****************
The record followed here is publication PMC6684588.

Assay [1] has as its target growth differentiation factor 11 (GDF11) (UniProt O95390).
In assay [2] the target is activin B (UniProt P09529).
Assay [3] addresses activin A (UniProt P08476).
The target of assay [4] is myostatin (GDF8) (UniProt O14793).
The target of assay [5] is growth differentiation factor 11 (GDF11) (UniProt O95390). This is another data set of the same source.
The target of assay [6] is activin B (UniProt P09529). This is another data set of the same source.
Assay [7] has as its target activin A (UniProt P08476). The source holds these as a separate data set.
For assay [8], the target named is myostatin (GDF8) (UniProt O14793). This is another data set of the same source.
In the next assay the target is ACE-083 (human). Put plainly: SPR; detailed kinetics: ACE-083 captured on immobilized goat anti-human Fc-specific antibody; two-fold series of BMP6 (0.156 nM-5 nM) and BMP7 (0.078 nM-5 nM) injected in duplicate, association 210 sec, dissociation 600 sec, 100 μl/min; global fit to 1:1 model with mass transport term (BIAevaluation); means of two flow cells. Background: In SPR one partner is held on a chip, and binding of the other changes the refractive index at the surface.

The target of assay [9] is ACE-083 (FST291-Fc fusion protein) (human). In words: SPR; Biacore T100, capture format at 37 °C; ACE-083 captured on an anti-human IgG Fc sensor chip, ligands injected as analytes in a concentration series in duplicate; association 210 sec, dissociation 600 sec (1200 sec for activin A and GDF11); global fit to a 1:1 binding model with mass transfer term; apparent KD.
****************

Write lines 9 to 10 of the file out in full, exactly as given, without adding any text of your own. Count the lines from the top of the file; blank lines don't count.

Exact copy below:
For assay [8], the target named is myostatin (GDF8) (UniProt O14793). This is another data set of the same source.
In the next assay the target is ACE-083 (human). Put plainly: SPR; detailed kinetics: ACE-083 captured on immobilized goat anti-human Fc-specific antibody; two-fold series of BMP6 (0.156 nM-5 nM) and BMP7 (0.078 nM-5 nM) injected in duplicate, association 210 sec, dissociation 600 sec, 100 μl/min; global fit to 1:1 model with mass transport term (BIAevaluation); means of two flow cells. Background: In SPR one partner is held on a chip, and binding of the other changes the refractive index at the surface.